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Drupal 6 Performance on GoDaddy

06 Jan 2010 . category: blog . Comments
#Drupal #GoDaddy #Performance

Going down

I have been using Google’s Page Speed tool to help improve the load times of this site. In doing so, I discovered that I never configured any of the performance settings provided by Drupal. I also discovered that GoDaddy does not use mod_gzip or mod_deflate to compress the documents being requested.

Drupal’s Performance Settings

Drupal comes prepackaged with performance tuning options. These options include caching and CSS/JavaScript optimization. By enabling these features, I saw a dramatic decrease in load times for Jimmy’s Sandbox. You can view the performance settings for your site at /admin/settings/performance.


Drupal provides both a page cache and a block cache. The page cache only affects anonymous users. While enabled, it will cache pages so that it does not need to re-render them for each request. When a page is updated, the cache is cleared. There are three levels of page caching:

  • Disabled: No caching will occur and each request will have to wait for the page to be rendered.
  • Normal: Recommended for most sites and does not cause any side effects.
  • Aggressive: Skips the loading and unloading of all modules when serving a cached page. This can cause side effects with modules that rely on this behavior (ie. Statistics). If you visit the performance settings of your site, you will be notified of any modules that are incompatible with aggressive caching (see below).

Aggressive Cache Incompatibilities"

Drupal also allows you to provide a minimum cache lifetime. This will prevent the cache for both pages and blocks from being cleared before that time. The available options range from one minute to one day.

The page compression option will allow Drupal to compress cached pages as they are sent to the browser. This saves on bandwidth and can provide quite a performance boost for larger pages. Since HTML is text, it compresses quite well. Enabling this option helps to mitigate the fact that GoDaddy does not have any compression of their own.

Unlike the page cache, the block cache can provide a performance boost to all users. The block cache is similar to the page cache in that it prevents individual blocks from having to be rendered on each page load. If you have any modules that define content access restrictions, such as Node Privacy By Role, this setting cannot be enabled. I have several blocks on that provide dynamic content and have not run into any issues by enabling the block cache.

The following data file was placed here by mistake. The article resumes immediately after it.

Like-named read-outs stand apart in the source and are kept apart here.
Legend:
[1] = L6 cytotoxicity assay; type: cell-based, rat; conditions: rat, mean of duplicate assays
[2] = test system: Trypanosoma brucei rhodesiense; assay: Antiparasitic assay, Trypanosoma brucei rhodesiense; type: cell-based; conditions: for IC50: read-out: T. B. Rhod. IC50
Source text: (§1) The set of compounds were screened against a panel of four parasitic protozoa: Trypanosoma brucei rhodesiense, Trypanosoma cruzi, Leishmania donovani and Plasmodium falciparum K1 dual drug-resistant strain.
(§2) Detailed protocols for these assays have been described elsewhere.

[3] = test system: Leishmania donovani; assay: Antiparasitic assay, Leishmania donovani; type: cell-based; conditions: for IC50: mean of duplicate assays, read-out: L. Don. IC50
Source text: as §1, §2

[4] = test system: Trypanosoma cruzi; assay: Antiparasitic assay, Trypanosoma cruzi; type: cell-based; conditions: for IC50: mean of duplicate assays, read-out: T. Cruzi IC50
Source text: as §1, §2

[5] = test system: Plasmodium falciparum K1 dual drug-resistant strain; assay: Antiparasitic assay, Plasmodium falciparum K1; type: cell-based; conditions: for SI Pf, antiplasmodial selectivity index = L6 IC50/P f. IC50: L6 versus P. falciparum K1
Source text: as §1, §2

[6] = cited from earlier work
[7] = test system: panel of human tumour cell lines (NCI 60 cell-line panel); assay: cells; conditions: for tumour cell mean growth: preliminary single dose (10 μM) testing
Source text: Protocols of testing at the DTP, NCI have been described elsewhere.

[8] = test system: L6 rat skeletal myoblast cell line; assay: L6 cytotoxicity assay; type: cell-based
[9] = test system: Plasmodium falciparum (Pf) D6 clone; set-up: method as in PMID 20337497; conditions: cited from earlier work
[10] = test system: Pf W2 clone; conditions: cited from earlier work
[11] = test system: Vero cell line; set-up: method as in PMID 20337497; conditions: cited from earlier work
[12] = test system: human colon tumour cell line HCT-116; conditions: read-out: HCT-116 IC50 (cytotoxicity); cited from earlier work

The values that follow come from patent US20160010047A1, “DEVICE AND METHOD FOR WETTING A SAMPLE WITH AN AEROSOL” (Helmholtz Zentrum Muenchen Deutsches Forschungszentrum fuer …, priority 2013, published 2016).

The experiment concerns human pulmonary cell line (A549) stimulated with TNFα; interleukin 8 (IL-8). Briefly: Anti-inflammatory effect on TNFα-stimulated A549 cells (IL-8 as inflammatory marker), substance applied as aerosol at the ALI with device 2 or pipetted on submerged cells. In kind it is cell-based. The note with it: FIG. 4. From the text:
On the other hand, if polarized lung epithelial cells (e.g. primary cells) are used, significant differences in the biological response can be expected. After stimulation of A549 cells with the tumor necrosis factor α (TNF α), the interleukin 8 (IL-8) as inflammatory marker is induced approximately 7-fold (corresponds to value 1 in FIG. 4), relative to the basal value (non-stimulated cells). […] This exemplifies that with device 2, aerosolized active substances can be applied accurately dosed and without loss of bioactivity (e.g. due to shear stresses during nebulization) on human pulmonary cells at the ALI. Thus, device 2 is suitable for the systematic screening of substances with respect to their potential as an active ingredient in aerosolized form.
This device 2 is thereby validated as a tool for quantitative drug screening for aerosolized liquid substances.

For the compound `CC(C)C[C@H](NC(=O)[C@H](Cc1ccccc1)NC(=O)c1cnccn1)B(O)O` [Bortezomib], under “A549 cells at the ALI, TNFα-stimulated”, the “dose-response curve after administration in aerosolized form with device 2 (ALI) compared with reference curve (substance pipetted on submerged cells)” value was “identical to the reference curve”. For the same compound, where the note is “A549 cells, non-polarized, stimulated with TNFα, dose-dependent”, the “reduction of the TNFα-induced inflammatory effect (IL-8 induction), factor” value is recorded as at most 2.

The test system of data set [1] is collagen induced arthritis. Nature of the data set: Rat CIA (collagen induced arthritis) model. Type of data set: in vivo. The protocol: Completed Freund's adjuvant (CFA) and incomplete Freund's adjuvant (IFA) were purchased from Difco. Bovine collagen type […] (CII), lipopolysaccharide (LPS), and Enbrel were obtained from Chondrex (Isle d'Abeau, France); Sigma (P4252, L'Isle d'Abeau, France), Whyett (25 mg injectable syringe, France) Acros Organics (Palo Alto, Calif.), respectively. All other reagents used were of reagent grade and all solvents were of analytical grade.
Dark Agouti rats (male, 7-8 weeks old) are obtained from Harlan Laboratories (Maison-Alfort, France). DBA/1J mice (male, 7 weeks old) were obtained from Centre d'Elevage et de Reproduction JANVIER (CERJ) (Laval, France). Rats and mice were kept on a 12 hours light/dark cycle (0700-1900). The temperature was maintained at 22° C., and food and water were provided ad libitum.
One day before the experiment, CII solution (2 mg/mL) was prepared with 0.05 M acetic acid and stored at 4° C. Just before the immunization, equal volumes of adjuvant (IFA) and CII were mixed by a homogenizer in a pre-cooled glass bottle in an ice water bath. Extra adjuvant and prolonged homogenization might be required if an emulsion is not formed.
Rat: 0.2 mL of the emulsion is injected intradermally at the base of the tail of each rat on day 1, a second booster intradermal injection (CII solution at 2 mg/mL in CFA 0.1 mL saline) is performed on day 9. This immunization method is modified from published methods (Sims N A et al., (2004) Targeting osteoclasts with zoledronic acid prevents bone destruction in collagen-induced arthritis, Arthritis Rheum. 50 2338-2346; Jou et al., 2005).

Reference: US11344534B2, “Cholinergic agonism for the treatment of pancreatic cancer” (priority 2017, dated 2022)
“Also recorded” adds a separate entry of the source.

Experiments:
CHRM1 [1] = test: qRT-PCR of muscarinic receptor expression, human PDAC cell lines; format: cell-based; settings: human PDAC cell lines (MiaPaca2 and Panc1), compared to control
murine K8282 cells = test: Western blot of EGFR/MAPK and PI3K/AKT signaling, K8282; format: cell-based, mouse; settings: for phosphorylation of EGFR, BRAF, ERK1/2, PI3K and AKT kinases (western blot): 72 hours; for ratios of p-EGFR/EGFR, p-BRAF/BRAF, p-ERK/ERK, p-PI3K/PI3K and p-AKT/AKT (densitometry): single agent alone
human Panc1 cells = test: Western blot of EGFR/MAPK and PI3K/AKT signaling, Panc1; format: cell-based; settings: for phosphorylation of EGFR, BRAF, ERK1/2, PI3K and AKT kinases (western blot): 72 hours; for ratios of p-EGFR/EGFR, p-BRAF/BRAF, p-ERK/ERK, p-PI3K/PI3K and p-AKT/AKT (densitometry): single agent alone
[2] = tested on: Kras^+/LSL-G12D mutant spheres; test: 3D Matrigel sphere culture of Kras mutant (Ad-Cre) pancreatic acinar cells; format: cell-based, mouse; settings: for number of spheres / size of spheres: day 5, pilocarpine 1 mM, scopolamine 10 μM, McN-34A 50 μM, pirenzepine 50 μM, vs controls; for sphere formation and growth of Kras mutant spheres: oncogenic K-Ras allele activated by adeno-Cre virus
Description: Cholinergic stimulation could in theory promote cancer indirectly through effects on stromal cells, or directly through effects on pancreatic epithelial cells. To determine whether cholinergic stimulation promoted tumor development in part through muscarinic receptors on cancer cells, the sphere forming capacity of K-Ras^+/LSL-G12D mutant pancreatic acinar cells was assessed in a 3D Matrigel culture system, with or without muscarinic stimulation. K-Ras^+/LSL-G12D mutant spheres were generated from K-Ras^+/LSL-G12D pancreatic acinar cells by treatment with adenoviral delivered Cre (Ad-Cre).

CSS/JavaScript Optimizations

Drupal’s CSS and JavaScript optimizations are really quite simple. When enabled, they combine all JavaScript into a single file and all CSS into a single file. Both files are then cached and the CSS file is compressed. If you have not created your files directory, or have configured your files to be private, these options cannot be enabled.

Google Analytics Optimizations

If you are using the Google Analytics module by budda, you can cache the JavaScript file that is normally stored on Google’s servers. This prevents the browser from having to perform an additional DNS lookup. The cache is updated once a day and can be enabled from the “Advanced settings” field group at /admin/settings/googleanalytics. It is important that you wait until Google has validated your site before enabling this option.

JavaScript Compression

Unlike the CSS cache, cached JavaScript is not compressed. To get around this, I use the SmartCache module. The module requires your Apache server to have mod_rewrite enabled to redirect requests for all JavaScript and CSS files to a script provided by the module. When a file is requested, the script creates a compressed version of the file and serves that up instead of the plain text version. The compressed file is then cached

This requires some manual setup to get working. There is no .info file so Drupal will not recognize it as an actual module, but that’s okay since the module doesn’t actually interact with Drupal. There are some configuration options in the load.php file that need setup and a line will need to be added to you .htaccess file. To clear the cache before the next scheduled cache clear, just clear the files out of the cache directory. Basically just read the README.txt file that comes packaged with the module and you will be fine.

What Performance Tips Do You Have?

That’s just a quick run through of the performance improvements I have used here on Jimmy’s Sandbox. The are certainly other options out there, such as minifying JavaScript. So what do you use to improve performance on your site? Let us know by leaving a comment below. While you’re at it, while not subscribe to the Jimmy’s Sandbox feed and be notified of new posts that may include other performance improvements.


James is a cloud engineer and architect and open source enthusiast from central Pennsylvania.